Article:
A human interest story by Stephen Gabriel Rosenberg draws a connection between the fish eaten by the Israelites in ancient Egypt and the fish eaten by Ashkenazi Jews today during Passover (Pesach). The Ashkenazi Jews of Israel and America are those who descended from Jews living along the Rhine River in Germany. Because of their movement to other areas, we think of them as having come from central and eastern Europe. Non-Ashkenazi Jews are known as Sephardic Jews. We typically think of them as having lived in the Iberian peninsula and Yemin, among other places.
Rosenberg paints a fascinating history of the gefilte fish which is eaten on the Passover and as the Sabbath (Shabbat) afternoon meal. He cites the work of the late George Freudenstein of Riverdale, New York. He calls Freudenstein “an eminent nutritional scientist and Hebrew scholar. Freudenstein was chief chemist of the Jewish food giant Rokeach for 50 years and also an ardent talmudist.”
IN ANCIENT Egypt fish was a staple diet for the workers, and that included the Hebrew slaves. Not satisfied with the manna, they complained to Moses, “We remember the fish that we ate in Egypt for nothing” (Numbers 11:5) and the Egyptian sources confirm that Rameses II, perhaps the pharaoh of the Exodus, gave his workers a free allowance of 10 kilos of salted fish each month. Under his descendent Rameses III, around 1150 BCE, it is recorded that the grave diggers requested an increase in this generous amount to compensate them for their heavy and unpleasant work.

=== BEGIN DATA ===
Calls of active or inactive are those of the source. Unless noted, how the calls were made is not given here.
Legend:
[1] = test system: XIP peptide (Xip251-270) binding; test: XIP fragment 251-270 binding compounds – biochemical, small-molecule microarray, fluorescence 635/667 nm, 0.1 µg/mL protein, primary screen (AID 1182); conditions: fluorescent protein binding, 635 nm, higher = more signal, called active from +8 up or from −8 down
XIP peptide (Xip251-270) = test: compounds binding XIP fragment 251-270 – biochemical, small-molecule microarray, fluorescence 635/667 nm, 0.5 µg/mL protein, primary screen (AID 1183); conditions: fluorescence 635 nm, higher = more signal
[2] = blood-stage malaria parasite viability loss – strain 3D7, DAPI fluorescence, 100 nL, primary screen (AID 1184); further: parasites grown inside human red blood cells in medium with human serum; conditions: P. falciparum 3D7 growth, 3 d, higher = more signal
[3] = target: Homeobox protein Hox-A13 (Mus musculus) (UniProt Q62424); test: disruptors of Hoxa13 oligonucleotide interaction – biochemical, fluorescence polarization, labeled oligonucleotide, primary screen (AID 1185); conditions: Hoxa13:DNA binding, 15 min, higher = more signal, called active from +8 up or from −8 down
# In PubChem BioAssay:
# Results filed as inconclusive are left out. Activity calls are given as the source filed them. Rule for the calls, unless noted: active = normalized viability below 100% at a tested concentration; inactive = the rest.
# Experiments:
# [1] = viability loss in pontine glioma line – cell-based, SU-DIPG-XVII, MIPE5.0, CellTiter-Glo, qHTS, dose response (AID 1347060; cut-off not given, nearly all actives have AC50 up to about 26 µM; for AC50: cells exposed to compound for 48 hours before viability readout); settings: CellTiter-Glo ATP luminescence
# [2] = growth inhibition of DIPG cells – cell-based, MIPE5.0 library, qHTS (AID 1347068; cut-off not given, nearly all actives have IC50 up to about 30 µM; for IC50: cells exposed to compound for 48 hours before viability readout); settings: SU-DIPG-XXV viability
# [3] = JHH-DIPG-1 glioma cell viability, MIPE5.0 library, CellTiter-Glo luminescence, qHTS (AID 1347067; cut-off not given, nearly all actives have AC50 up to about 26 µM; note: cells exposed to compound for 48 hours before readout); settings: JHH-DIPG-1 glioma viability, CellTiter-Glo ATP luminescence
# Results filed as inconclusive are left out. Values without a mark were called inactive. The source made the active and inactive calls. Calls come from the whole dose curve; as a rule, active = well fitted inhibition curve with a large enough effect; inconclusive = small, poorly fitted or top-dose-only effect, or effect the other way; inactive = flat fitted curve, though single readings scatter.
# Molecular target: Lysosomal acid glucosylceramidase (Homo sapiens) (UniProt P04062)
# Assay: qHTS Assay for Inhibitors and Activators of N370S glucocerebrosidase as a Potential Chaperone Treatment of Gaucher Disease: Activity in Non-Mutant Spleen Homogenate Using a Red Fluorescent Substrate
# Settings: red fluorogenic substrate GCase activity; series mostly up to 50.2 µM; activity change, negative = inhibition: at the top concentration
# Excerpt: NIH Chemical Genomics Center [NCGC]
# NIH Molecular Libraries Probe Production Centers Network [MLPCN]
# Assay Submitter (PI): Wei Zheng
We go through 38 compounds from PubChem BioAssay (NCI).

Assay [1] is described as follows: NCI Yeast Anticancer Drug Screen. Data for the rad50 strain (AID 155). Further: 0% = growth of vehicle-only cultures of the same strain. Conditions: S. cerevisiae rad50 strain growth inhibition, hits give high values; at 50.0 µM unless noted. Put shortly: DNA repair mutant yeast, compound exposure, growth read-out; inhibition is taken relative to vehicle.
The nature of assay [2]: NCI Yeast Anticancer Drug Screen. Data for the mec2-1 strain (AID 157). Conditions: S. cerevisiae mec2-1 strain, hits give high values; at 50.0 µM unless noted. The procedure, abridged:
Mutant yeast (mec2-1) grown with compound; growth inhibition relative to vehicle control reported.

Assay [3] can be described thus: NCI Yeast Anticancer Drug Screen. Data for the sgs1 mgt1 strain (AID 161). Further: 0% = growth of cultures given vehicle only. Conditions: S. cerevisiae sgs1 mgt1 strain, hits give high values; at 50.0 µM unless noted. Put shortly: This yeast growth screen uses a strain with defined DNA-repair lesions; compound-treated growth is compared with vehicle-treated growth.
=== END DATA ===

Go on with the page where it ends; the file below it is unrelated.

In spite of the hot climate, Nile fish could be preserved by drying and salting, as evidenced by the discovery of a warehouse of dried fish at the Sun Temple of El-Amarna, in central Egypt.
Freudenstein quotes a German Egyptologist, who claims that the composition of the fish in the Nile Delta has hardly changed over the last five millennia and that there are 30 species still active from ancient times. These include carp, pike and mullet, and the species of Nile mullet is exactly the one that is in use for today’s gefilte fish, at least as produced by Rokeach.
Let it be noted that we do not concur that Rameses II was the Pharaoh of the Exodus, but that is for another time. Rosenberg’s fascinating article, “In praise of gefilte fish,” may be read in its entirety here in the Jerusalem Post. We learn that Secretary of State Hillary Clinton “is engaged in diplomatic moves” to resolve a USA export/Israel import issue dealing with the gefilte.
We noted that the ancient Israelites longed for the fish of Egypt (Numbers 11:5). After the return from exile in Babylon, Nehemiah informs us that the men of Tyre sold imported fish in Jerusalem.
The people from Tyre who lived there were bringing fish and all kinds of merchandise and were selling it on the Sabbath to the people of Judah– and in Jerusalem, of all places! (Nehemiah 13:16 NET)
Our photo today shows the Nile River immediately south of Cairo where it divides to go around the islands, such as Roda Island, in the river. Fishermen get ready to go out for the day’s catch.
The Nile River near Cairo where the river goes around the islands that are visible in the city. Photo by Ferrell Jenkins.
HT: Joesph I. Lauer